Just last week, I bemoaned the sad state of romantic comedies in my review of Will Gluck’s Friends with Benefits, a film which I surprisingly enjoyed. Despite its fine points, it didn’t make me stand up and say… “Wow! That was a good movie!” While I don’t expect every romantic comedy to be Annie Hall, or When Harry Met Sally, filmmakers should at least aspire to make something half as fresh as those two genre classics. As I scoured a list of rom-coms on everybody’s favorite encyclopedia, I came to a conclusion that they’ve been only five truly fantastic American romantic comedies released in the last six years: The 40-Year-Old-Virgin, Knocked Up, Forgetting Sarah Marshall, 500 Days of Summer and now Crazy, Stupid Love.
Endearing to the core, this captivating film, directed by Glenn Ficarra and John Requa, and written by Dan Fogelman, is just the type of movie more romantic comedies should aspire to be like! It’s fresh, funny, intelligent, sincere, teeming with fully realized characters that are wonderfully played by a winning cast led by Steve Carrell and Ryan Gosling and just damn good fun. Though it falters a bit in its final act, the sum of its parts is more than enough to classify itself as one of the best movies of this mediocre summer.
Carrell plays Cal Weaver, a 40-something suburban family man whose life is obliterated in the film’s opening sequence when his wife Emily (the always magnificent Julianne Moore) suddenly declares that she had a one-night-stand with a coworker (Kevin Bacon) and thus wants a divorce. Devastated by the news, Cal takes refuge at a neighborhood hot spot, and turns to alcohol and anyone who will listen to him mope about his now ruined life.
His pathetic behavior eventually catches the attention of Jacob Palmer (Gosling), a rich, stylish and incredibly suave ladies man who frequents the bar. Pitying Cal, he decides to take the older man under his wing for the sheer sake of it and gives and transforms him from a dweeb into a Don Juan beaming with confidence. On the other end, while Cal is out conquering the galaxy (and cougars like Marisa Tomei), Jacob falls for Hannah (Emma Stone), a witty law school grad who happens to be the one woman immune to his shtick.
The final key to this multi-generational romantic-laugher is a sweet sub-plot revolving around Cal’s 13-year-old son Robbie (Jonah Bobo) and his crush on 17-year-old babysitter Jessica (Analeigh Tipton) who just so happens to harbor a crush on Cal.
The way these characters’ arcs come to a conclusion is not only beautiful, but surprising and hilarious! It’s a confirmation of the talents of Fogelman (previous credits include the critically admired animated hits Cars, Bolt and Tangled) and directors Ficarra and Requa who, after their terrific (and supremely underrated) directorial debut I Love You, Phillip Morris, prove that they’re well on the way to becoming one of biggest rising talents in the biz.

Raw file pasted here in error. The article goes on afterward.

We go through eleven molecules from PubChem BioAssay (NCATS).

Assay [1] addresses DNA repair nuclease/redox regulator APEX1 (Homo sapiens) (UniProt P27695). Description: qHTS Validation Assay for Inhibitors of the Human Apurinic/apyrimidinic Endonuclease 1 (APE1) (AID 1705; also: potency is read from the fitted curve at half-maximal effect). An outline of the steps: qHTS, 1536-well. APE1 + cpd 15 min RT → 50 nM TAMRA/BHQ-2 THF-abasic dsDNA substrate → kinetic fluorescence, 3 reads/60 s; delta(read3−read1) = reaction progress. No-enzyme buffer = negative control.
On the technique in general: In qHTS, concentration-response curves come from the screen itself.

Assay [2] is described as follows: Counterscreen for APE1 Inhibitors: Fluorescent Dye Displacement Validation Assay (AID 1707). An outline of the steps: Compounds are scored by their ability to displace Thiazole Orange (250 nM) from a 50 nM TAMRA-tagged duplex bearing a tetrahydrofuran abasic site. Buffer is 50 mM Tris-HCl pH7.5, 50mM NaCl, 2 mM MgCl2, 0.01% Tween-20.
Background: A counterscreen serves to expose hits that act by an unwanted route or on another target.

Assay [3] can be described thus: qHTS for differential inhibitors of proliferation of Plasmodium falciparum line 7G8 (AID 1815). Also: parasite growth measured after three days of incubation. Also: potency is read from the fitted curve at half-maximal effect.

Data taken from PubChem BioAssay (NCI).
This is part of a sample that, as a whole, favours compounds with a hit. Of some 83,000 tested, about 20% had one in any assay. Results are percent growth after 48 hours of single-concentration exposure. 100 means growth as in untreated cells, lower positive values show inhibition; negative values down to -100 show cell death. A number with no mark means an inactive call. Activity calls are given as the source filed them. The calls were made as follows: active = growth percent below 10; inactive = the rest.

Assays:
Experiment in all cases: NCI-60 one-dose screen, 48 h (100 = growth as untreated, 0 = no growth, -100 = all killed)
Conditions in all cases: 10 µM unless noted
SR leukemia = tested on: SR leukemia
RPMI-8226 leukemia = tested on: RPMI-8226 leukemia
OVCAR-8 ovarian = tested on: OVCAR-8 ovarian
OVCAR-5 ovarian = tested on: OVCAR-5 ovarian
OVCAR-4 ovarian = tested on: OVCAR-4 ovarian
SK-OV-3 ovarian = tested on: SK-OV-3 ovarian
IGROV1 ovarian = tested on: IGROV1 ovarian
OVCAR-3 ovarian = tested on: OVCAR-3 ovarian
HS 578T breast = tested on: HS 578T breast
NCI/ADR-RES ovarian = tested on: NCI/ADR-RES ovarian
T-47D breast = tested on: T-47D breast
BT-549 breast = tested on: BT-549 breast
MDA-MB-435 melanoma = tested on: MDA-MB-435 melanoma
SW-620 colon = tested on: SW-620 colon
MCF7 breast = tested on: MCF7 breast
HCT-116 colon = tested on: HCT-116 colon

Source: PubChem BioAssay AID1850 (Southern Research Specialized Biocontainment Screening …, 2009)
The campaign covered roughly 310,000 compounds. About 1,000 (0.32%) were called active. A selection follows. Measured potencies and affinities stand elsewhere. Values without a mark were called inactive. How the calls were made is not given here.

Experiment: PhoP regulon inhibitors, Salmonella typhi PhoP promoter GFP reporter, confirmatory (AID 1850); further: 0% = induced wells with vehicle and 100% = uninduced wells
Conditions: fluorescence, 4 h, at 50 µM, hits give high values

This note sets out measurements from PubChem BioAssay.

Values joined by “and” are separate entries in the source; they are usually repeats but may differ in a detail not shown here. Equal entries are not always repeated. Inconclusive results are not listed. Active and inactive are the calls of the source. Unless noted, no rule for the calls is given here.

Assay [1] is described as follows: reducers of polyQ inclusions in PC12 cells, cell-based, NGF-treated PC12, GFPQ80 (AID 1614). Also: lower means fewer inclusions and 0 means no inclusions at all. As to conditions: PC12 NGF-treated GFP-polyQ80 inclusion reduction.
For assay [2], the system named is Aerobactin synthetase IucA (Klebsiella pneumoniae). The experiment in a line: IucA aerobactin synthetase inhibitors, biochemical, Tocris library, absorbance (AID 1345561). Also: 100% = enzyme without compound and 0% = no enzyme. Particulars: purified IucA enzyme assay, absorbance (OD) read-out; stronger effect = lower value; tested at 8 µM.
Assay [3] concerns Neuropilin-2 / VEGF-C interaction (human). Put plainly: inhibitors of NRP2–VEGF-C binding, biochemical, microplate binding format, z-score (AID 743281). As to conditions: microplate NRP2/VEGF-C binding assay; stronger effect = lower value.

The ever-dependable Carrell, who recently wrapped up a long stint on NBC’s The Office, is sublime as the dorky Cal who turns his life around and vows to win back his soul mate. It’s his best work since Little Miss Sunshine. Gosling, taking a break from his hardcore serious roles, proves why he’s widely regarded as arguably the best actor under 35 working today. Even though he plays a shameless lothario who looks like a photoshopped Michelangelo sculpture and sports some ridiculous outfits, Gosling gives him a likeable vibe that makes you want to know more. Along with this role, the bound-to-be cult classic Drive and future Oscar-heavyweight The Ides of March coming this fall, Gosling is bound to hit the stratosphere of stardom.
Though they don’t get as much screen time as their male counterparts, both Moore and Stone have enough to work with to make their characters more than cheap one-dimensional stereotypes. Moore, last seen in the Oscar-nominated The Kids Are All Right remains one of Hollywood’s finest actresses and it’s nice to see her in a bright mainstream release as this. Stone, who has just shot to the top of my crush list after I recently caught the fantastic Easy A, continues to impress me with the spectrum of her comedic range. Young Bobo and Tipton also register in their key roles while Tomei is a flat-out riot in her brief time on-screen. Bacon is the only one who doesn’t get much to do but that’s probably because his character seems tacked on.
Crazy, Stupid, Love is one of the finest romantic comedies I’ve seen in ages. With a terrific cast, led by Steve Carrell and Ryan Gosling, a charming screenplay and a wonderful story that should hit all major demos, this is a must-see effort from directors Glenn Ficarra and John Requa. Don’t miss it!